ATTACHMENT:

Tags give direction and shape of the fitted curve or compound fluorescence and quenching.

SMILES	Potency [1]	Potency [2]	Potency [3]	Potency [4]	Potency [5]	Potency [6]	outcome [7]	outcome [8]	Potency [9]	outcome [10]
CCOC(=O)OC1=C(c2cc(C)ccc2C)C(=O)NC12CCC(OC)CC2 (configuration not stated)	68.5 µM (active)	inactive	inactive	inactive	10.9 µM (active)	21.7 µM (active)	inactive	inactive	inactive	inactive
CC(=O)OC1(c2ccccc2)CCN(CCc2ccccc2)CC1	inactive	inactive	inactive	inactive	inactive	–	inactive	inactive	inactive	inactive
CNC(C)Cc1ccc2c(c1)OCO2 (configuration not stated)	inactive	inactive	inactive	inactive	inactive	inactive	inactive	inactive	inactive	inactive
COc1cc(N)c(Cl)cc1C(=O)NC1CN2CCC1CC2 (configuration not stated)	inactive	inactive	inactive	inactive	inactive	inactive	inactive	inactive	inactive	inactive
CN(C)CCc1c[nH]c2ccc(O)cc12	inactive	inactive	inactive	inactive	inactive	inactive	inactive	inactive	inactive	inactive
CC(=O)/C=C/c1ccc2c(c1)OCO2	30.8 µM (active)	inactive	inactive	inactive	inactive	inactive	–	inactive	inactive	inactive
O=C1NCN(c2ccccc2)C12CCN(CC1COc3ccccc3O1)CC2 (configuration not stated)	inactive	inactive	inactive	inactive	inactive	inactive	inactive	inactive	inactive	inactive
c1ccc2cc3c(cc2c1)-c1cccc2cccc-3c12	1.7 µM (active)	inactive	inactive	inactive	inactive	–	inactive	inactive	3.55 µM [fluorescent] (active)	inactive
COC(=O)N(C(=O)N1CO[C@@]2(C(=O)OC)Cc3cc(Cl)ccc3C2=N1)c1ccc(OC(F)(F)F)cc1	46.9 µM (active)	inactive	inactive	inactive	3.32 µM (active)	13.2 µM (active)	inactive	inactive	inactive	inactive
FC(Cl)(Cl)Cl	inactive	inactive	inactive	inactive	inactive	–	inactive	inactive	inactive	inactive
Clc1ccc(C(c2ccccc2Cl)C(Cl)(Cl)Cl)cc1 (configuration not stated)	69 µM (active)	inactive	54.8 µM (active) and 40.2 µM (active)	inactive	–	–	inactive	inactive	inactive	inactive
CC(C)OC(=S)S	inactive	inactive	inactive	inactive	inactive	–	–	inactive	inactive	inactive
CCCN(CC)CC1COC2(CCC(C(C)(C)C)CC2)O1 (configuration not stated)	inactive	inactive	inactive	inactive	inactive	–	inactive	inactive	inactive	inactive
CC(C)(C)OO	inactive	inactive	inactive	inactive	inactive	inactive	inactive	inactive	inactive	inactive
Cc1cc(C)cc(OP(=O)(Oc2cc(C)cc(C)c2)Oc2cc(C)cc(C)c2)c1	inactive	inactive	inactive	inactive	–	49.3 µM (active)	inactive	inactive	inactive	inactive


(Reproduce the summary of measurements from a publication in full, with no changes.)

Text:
Tags give direction and shape of the fitted curve or compound fluorescence and quenching.

SMILES	Potency [1]	Potency [2]	Potency [3]	Potency [4]	Potency [5]	Potency [6]	outcome [7]	outcome [8]	Potency [9]	outcome [10]
CCOC(=O)OC1=C(c2cc(C)ccc2C)C(=O)NC12CCC(OC)CC2 (configuration not stated)	68.5 µM (active)	inactive	inactive	inactive	10.9 µM (active)	21.7 µM (active)	inactive	inactive	inactive	inactive
CC(=O)OC1(c2ccccc2)CCN(CCc2ccccc2)CC1	inactive	inactive	inactive	inactive	inactive	–	inactive	inactive	inactive	inactive
CNC(C)Cc1ccc2c(c1)OCO2 (configuration not stated)	inactive	inactive	inactive	inactive	inactive	inactive	inactive	inactive	inactive	inactive
COc1cc(N)c(Cl)cc1C(=O)NC1CN2CCC1CC2 (configuration not stated)	inactive	inactive	inactive	inactive	inactive	inactive	inactive	inactive	inactive	inactive
CN(C)CCc1c[nH]c2ccc(O)cc12	inactive	inactive	inactive	inactive	inactive	inactive	inactive	inactive	inactive	inactive
CC(=O)/C=C/c1ccc2c(c1)OCO2	30.8 µM (active)	inactive	inactive	inactive	inactive	inactive	–	inactive	inactive	inactive
O=C1NCN(c2ccccc2)C12CCN(CC1COc3ccccc3O1)CC2 (configuration not stated)	inactive	inactive	inactive	inactive	inactive	inactive	inactive	inactive	inactive	inactive
c1ccc2cc3c(cc2c1)-c1cccc2cccc-3c12	1.7 µM (active)	inactive	inactive	inactive	inactive	–	inactive	inactive	3.55 µM [fluorescent] (active)	inactive
COC(=O)N(C(=O)N1CO[C@@]2(C(=O)OC)Cc3cc(Cl)ccc3C2=N1)c1ccc(OC(F)(F)F)cc1	46.9 µM (active)	inactive	inactive	inactive	3.32 µM (active)	13.2 µM (active)	inactive	inactive	inactive	inactive
FC(Cl)(Cl)Cl	inactive	inactive	inactive	inactive	inactive	–	inactive	inactive	inactive	inactive
Clc1ccc(C(c2ccccc2Cl)C(Cl)(Cl)Cl)cc1 (configuration not stated)	69 µM (active)	inactive	54.8 µM (active) and 40.2 µM (active)	inactive	–	–	inactive	inactive	inactive	inactive
CC(C)OC(=S)S	inactive	inactive	inactive	inactive	inactive	–	–	inactive	inactive	inactive
CCCN(CC)CC1COC2(CCC(C(C)(C)C)CC2)O1 (configuration not stated)	inactive	inactive	inactive	inactive	inactive	–	inactive	inactive	inactive	inactive
CC(C)(C)OO	inactive	inactive	inactive	inactive	inactive	inactive	inactive	inactive	inactive	inactive
Cc1cc(C)cc(OP(=O)(Oc2cc(C)cc(C)c2)Oc2cc(C)cc(C)c2)c1	inactive	inactive	inactive	inactive	–	49.3 µM (active)	inactive	inactive	inactive	inactive